Russian Orthodox Churches in Southern Alaska

The latest installment of photo blog posts from my summer in Alaska — this time, looking at historic Russian Orthodox churches in the Kodiak Archipelago and Aleutian Islands. Obviously, these are only a few of the many beautiful Orthodox churches in Alaska.

Fourth of July from the edge of America

The Alaskan town of Adak is as far west as you can go and still be in the United States. I spent 11 days with the kind, welcoming, generous people of this town. The 100-or-so permanent residents live in the remnants of a Cold War-era Navy base built to house thousands of people. The town is the … Continue reading

A Compilation of Images from Costa Rica

Marvin Rockwell, 92, of Fairhope, Ala., who left the United States in 1950 to evade the draft. He and 43 other Quakers, who are religiously opposed to violence, settled in the region that came to be called Monteverde. Read more here.     The biodiversity of the Monteverde Cloud Forests, in jeopordy due to increasing temperatures. … Continue reading

Georgia in Photos

No, not the state. For the past few weeks, I have been traveling throughout Georgia (, Republic of) as a graduation gift to myself. After two quick stops in Ireland to visit a friend, then Istanbul to check some things off my bucket list, I headed to the Caucuses and flooded my Facebook page with … Continue reading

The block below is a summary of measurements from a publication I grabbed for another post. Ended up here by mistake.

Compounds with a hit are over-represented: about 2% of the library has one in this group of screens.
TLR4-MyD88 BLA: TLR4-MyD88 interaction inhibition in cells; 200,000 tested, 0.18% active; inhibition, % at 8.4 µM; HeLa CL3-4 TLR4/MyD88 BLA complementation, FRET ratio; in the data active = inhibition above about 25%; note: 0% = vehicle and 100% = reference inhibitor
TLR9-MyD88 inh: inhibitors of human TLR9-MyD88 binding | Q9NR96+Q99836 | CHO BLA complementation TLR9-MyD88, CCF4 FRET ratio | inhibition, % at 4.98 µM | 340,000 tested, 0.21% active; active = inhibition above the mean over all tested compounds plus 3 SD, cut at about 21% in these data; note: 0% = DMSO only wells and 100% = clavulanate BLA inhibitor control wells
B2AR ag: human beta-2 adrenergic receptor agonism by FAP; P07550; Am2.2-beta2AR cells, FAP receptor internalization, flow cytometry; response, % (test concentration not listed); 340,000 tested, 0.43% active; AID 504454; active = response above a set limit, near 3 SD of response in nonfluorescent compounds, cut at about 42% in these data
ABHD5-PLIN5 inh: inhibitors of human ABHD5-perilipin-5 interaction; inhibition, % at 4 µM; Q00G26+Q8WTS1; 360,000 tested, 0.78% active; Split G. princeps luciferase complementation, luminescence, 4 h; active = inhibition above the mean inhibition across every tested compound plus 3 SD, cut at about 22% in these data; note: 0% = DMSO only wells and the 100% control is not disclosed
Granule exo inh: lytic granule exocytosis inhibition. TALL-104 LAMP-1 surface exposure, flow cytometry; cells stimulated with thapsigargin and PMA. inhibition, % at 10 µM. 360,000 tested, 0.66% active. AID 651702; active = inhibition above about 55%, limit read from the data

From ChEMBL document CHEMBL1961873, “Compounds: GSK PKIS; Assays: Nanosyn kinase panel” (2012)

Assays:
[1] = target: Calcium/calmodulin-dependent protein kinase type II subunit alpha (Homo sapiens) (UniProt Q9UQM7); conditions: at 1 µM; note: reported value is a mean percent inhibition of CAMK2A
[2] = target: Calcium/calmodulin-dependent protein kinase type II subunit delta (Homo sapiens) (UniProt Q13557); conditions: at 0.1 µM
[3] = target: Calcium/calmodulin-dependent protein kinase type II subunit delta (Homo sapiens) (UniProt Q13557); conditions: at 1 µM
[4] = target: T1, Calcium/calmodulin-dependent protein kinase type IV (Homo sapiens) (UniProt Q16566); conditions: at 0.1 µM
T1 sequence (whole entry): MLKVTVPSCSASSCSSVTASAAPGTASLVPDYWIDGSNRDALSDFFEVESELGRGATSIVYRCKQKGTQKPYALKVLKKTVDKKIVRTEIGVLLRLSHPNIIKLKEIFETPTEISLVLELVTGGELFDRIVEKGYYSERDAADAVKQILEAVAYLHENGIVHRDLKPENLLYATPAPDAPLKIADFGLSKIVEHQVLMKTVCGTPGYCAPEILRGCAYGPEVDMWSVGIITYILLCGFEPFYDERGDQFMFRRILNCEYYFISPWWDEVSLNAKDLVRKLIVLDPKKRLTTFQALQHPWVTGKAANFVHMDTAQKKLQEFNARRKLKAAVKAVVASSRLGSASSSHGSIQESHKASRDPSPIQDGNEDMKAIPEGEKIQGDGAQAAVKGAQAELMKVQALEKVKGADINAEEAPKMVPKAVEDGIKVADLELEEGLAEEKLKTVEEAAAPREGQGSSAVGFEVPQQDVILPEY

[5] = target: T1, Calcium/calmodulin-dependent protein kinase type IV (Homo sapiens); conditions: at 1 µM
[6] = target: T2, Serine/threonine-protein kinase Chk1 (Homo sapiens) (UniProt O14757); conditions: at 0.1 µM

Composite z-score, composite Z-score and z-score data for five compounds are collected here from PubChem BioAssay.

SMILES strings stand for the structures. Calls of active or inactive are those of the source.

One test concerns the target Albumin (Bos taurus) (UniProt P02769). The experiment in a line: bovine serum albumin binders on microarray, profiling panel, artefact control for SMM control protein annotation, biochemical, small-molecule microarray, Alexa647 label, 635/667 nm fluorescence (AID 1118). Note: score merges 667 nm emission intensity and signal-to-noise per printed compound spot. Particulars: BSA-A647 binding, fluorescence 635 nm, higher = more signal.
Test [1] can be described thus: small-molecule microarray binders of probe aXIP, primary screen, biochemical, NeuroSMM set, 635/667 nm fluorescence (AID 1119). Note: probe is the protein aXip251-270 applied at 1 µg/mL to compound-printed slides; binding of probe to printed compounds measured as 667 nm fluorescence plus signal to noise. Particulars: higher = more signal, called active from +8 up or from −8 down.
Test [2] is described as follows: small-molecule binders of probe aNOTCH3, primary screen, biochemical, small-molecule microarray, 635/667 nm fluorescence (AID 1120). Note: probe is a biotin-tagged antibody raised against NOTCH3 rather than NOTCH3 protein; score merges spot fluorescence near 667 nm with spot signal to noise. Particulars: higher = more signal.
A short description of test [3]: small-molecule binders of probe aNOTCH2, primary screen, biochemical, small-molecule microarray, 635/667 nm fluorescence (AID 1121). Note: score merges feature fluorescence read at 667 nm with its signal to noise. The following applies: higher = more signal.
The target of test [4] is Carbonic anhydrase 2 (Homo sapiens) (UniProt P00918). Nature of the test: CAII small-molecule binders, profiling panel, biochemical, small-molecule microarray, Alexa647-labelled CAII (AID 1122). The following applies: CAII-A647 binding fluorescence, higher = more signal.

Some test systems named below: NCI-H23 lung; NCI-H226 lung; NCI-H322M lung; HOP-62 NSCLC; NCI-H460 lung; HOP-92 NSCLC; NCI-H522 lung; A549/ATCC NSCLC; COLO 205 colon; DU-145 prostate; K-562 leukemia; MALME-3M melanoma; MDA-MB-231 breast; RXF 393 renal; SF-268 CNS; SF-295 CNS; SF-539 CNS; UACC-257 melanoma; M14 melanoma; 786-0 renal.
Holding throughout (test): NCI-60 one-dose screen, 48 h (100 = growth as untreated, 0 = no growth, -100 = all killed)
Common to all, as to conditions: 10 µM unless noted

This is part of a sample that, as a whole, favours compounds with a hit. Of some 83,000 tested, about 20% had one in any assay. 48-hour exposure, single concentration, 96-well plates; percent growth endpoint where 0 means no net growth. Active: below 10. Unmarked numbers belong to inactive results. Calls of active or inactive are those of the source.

Two Hours in Liechtenstein

A few days ago, my family and I got back from a two-week, whirlwind tour through Germany and Austria. One day, we decided to drive through Switzerland along Lake Constance, then dip down into Liechtenstein for lunch. In researching stuff to do, I realized there aren’t many photos of Liechtenstein on the Internet — so … Continue reading

Paddlefish at Osage Catfisheries


Touring Kinloch (photos)

Kinloch was Missouri’s first incorporated African American city in north St. Louis County. In the 80s the airport started buying up land to build a new runway, and the city lost more than 85 percent of its tax base. Today the city boundaries encompass less than one-square-mile. Most of the houses, churches, and businesses were … Continue reading

Revisiting Pinhook

For my latest freelance project, I’m writing about Missouri’s disappearing black towns. This took me to the village of Pinhook, pop. 30 (2010). In 2011, the town was destroyed when the Army Corps of Engineers intentionally breached the Bird’s Point Levee to save Cairo, Ill., from flooding. I first visited Pinhook in 2011 in the … Continue reading